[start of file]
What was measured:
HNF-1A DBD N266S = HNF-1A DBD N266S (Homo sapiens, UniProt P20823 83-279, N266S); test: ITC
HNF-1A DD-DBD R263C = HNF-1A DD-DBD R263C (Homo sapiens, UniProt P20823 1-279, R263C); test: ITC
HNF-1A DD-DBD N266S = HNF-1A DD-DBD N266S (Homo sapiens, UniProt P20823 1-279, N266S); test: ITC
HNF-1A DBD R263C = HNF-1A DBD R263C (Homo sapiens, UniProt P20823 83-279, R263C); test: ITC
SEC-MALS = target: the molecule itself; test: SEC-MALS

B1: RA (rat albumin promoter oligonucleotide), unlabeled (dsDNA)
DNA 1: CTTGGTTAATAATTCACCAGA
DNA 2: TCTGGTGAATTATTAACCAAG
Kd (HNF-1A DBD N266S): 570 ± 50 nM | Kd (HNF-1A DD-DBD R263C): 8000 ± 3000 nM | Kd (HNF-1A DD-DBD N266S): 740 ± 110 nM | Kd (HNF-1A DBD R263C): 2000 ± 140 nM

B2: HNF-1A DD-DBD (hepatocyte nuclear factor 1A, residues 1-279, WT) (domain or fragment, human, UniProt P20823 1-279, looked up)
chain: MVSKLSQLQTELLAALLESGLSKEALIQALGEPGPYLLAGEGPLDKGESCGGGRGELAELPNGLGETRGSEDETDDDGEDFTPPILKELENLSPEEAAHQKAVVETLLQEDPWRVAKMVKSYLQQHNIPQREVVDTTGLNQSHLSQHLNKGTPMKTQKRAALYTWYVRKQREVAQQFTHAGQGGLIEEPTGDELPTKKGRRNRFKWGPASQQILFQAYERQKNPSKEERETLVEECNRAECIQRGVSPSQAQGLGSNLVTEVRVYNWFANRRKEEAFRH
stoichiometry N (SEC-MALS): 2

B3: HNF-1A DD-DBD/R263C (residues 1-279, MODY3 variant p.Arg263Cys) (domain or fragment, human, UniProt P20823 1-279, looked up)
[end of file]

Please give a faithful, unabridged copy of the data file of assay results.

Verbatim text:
What was measured:
HNF-1A DBD N266S = HNF-1A DBD N266S (Homo sapiens, UniProt P20823 83-279, N266S); test: ITC
HNF-1A DD-DBD R263C = HNF-1A DD-DBD R263C (Homo sapiens, UniProt P20823 1-279, R263C); test: ITC
HNF-1A DD-DBD N266S = HNF-1A DD-DBD N266S (Homo sapiens, UniProt P20823 1-279, N266S); test: ITC
HNF-1A DBD R263C = HNF-1A DBD R263C (Homo sapiens, UniProt P20823 83-279, R263C); test: ITC
SEC-MALS = target: the molecule itself; test: SEC-MALS

B1: RA (rat albumin promoter oligonucleotide), unlabeled (dsDNA)
DNA 1: CTTGGTTAATAATTCACCAGA
DNA 2: TCTGGTGAATTATTAACCAAG
Kd (HNF-1A DBD N266S): 570 ± 50 nM | Kd (HNF-1A DD-DBD R263C): 8000 ± 3000 nM | Kd (HNF-1A DD-DBD N266S): 740 ± 110 nM | Kd (HNF-1A DBD R263C): 2000 ± 140 nM

B2: HNF-1A DD-DBD (hepatocyte nuclear factor 1A, residues 1-279, WT) (domain or fragment, human, UniProt P20823 1-279, looked up)
chain: MVSKLSQLQTELLAALLESGLSKEALIQALGEPGPYLLAGEGPLDKGESCGGGRGELAELPNGLGETRGSEDETDDDGEDFTPPILKELENLSPEEAAHQKAVVETLLQEDPWRVAKMVKSYLQQHNIPQREVVDTTGLNQSHLSQHLNKGTPMKTQKRAALYTWYVRKQREVAQQFTHAGQGGLIEEPTGDELPTKKGRRNRFKWGPASQQILFQAYERQKNPSKEERETLVEECNRAECIQRGVSPSQAQGLGSNLVTEVRVYNWFANRRKEEAFRH
stoichiometry N (SEC-MALS): 2

B3: HNF-1A DD-DBD/R263C (residues 1-279, MODY3 variant p.Arg263Cys) (domain or fragment, human, UniProt P20823 1-279, looked up)